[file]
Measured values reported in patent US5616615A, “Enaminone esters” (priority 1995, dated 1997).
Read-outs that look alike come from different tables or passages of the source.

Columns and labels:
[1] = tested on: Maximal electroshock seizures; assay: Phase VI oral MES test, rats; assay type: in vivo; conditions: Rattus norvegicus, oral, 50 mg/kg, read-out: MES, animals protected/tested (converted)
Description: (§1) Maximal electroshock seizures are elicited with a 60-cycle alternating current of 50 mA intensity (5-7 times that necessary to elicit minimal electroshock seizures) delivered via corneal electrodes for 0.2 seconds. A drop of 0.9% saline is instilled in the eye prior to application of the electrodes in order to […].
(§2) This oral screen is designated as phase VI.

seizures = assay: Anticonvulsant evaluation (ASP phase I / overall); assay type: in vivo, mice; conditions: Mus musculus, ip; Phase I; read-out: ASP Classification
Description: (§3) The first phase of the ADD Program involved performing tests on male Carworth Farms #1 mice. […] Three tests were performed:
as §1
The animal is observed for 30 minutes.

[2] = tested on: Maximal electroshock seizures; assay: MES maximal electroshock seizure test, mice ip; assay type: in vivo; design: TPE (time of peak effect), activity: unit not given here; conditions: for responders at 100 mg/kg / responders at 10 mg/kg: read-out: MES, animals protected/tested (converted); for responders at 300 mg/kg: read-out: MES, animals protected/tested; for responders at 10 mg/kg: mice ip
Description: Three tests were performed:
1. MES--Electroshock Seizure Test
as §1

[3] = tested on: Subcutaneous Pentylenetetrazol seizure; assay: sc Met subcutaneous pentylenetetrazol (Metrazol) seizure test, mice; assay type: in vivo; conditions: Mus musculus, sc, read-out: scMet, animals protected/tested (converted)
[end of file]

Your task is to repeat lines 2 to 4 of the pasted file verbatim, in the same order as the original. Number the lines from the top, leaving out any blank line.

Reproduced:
Read-outs that look alike come from different tables or passages of the source.

Columns and labels:
[1] = tested on: Maximal electroshock seizures; assay: Phase VI oral MES test, rats; assay type: in vivo; conditions: Rattus norvegicus, oral, 50 mg/kg, read-out: MES, animals protected/tested (converted)